Case study: energy saving heat pumps for new homes

To reduce the environmental impact of heating homes while working towards achieving net zero status by 2030, work has started on installing ground source heat pumps at two of Gravesham Borough Council’s housing developments.

The aim of this project is to improve the energy efficiency of homes to significantly reduce their carbon footprint, especially during colder months. The project also aims to reduce the cost of energy bills for tenants by using a renewable energy system, provided by ground source heat pumps.

How heat pumps work

A ground source heat pump is a renewable heating system that extracts low-temperature solar energy stored in the ground or water using buried pipework. It compresses this energy into a higher temperature. A ground source heat pump can provide a building with 100% of its heating and hot water all year round.

What they did

Water tubes were installed deep underground at housing developments in Merston Court and Hermitage Road in Higham. The pipes are heated by the surrounding soil. The liquid is then passed through a compressor which raises its temperature. It then flows into the home to be used in radiators, underfloor heating and to generate heat for hot water.

What they achieved

The introduction of a ground source heat pump at Hermitage Road is expected to see a saving of 24 tonnes of carbon over 20 years, while at Merston Court the figure is 13.67 tonnes over the same period, resulting in a combined 37 tonnes of carbon saved in just two residential areas.

Gravesham Borough Council plan to increase the energy efficiency of more than 350 homes following a successful application for over £800,000 from the Government’s first wave of financing with the social housing decarbonisation fund.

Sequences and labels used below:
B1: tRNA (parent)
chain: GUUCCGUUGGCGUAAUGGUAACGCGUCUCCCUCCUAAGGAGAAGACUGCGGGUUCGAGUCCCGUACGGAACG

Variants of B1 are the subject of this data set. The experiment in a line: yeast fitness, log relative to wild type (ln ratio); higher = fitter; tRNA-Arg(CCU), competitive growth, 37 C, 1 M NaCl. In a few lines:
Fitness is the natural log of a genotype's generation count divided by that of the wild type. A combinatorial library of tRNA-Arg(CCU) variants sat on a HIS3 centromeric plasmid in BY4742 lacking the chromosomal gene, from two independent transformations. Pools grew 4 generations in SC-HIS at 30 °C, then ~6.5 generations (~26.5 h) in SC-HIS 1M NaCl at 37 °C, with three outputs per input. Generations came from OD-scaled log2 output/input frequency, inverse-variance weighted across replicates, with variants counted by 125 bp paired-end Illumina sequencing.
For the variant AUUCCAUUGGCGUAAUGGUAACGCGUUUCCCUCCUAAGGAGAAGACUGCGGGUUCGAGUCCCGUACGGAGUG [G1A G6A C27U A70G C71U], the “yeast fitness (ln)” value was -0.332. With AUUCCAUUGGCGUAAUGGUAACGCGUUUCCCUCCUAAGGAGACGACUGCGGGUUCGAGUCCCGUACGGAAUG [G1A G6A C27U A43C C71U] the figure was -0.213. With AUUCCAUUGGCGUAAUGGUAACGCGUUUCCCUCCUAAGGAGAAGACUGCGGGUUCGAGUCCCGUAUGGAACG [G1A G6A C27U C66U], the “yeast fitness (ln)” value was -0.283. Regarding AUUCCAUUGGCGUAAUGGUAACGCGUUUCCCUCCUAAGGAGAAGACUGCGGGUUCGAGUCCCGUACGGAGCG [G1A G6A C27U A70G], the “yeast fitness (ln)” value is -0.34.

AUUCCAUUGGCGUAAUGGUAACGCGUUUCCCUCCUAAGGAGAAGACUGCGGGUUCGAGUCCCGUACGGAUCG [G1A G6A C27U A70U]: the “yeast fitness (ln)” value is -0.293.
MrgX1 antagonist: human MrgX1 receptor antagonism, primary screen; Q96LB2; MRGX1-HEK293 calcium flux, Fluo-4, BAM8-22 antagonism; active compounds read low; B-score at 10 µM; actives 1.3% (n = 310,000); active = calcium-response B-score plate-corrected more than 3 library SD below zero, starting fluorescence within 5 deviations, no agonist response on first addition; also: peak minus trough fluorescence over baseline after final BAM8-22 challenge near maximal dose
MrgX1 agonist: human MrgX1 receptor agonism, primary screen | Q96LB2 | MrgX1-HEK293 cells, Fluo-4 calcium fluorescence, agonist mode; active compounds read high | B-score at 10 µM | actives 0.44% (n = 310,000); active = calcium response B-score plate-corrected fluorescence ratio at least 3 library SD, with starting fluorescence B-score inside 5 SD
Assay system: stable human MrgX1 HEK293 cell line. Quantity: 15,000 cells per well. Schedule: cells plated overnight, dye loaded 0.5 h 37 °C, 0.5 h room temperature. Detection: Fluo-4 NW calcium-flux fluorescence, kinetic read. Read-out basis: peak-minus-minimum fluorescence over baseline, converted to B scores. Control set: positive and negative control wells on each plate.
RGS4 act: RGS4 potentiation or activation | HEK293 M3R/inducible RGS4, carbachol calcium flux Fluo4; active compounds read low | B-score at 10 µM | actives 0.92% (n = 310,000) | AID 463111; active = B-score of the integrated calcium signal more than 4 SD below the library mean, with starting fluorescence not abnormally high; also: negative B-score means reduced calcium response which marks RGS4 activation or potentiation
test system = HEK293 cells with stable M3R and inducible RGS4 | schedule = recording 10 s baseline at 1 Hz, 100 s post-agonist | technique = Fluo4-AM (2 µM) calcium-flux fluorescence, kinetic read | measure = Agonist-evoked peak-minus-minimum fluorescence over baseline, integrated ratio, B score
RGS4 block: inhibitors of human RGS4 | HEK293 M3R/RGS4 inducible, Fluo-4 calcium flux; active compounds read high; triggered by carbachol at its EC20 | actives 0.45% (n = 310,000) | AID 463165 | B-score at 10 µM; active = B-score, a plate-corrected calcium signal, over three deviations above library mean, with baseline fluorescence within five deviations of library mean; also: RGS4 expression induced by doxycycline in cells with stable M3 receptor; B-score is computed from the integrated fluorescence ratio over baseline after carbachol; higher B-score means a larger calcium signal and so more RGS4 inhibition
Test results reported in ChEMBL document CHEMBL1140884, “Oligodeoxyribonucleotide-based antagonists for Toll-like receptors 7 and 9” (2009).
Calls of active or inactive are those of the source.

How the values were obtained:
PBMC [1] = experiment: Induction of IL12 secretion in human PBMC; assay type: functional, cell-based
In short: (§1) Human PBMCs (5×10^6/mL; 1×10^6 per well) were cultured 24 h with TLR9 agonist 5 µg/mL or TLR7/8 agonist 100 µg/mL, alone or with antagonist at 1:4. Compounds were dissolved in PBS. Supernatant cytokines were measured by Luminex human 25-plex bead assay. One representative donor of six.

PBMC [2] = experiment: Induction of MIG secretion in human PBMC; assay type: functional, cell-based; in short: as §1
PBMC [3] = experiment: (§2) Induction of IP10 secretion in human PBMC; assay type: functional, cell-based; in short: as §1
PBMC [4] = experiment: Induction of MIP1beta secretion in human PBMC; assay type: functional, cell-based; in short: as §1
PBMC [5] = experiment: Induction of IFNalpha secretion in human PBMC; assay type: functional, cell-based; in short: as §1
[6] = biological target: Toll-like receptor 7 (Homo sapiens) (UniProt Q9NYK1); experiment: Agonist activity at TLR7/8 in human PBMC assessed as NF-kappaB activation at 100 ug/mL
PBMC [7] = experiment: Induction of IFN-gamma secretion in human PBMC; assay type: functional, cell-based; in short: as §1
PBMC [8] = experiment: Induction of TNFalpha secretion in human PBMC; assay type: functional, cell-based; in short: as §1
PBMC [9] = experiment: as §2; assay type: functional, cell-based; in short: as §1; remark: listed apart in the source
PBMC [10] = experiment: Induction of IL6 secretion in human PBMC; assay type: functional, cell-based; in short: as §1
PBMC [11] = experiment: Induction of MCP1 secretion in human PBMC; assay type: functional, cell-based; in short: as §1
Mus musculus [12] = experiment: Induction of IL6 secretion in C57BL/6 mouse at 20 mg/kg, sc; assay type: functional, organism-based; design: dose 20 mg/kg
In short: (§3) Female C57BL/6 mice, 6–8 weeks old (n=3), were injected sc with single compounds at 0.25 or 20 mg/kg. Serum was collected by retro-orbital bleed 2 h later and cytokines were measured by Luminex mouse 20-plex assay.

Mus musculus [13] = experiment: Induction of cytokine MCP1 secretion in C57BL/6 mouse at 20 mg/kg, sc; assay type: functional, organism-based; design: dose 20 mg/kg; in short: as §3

The council is one of only two in Kent to successfully apply to the fund and will receive a grant of £823,337. Gravesham will contribute a further £800,170 to the project, meaning a total of £1,623,507 will be spent on upgrading the energy performance of 364 council-owned properties in the Borough in 2022 to 2023.

You can use our online tool to find out what energy efficiency measures could be installed for your home, and what relevant financial support is available.


Cllr Jenny Wallace, Gravesham Borough Council’s Cabinet Member for Housing Services, said: “Our independent living homes at Merston Court currently rely on electric storage heaters, which are inefficient, expensive to run and have reached the end of their lives, while the flats at Hermitage Road have gas boilers.

“These new ground source heat pumps will improve the energy efficiency ratings of all these homes and significantly reduce their carbon footprint, and bring real financial benefits for our tenants.”

Get involved

If you have any questions about our case study, or have any ideas for future trials we could run, email